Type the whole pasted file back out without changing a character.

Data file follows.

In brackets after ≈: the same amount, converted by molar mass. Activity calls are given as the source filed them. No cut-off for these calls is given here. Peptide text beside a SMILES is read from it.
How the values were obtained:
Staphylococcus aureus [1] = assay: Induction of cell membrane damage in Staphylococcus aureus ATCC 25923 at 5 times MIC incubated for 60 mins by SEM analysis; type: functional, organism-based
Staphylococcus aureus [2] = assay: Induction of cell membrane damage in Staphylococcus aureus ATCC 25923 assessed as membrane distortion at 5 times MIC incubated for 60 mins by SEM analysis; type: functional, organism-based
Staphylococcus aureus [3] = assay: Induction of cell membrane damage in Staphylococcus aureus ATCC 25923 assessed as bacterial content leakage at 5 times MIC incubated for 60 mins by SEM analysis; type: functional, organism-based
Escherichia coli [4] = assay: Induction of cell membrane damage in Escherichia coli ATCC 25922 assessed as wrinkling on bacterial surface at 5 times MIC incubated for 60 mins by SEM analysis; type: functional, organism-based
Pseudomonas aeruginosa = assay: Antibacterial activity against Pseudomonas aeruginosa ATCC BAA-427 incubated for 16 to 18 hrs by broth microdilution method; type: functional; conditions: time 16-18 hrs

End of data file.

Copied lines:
In brackets after ≈: the same amount, converted by molar mass. Activity calls are given as the source filed them. No cut-off for these calls is given here. Peptide text beside a SMILES is read from it.
How the values were obtained:
Staphylococcus aureus [1] = assay: Induction of cell membrane damage in Staphylococcus aureus ATCC 25923 at 5 times MIC incubated for 60 mins by SEM analysis; type: functional, organism-based
Staphylococcus aureus [2] = assay: Induction of cell membrane damage in Staphylococcus aureus ATCC 25923 assessed as membrane distortion at 5 times MIC incubated for 60 mins by SEM analysis; type: functional, organism-based
Staphylococcus aureus [3] = assay: Induction of cell membrane damage in Staphylococcus aureus ATCC 25923 assessed as bacterial content leakage at 5 times MIC incubated for 60 mins by SEM analysis; type: functional, organism-based
Escherichia coli [4] = assay: Induction of cell membrane damage in Escherichia coli ATCC 25922 assessed as wrinkling on bacterial surface at 5 times MIC incubated for 60 mins by SEM analysis; type: functional, organism-based
Pseudomonas aeruginosa = assay: Antibacterial activity against Pseudomonas aeruginosa ATCC BAA-427 incubated for 16 to 18 hrs by broth microdilution method; type: functional; conditions: time 16-18 hrs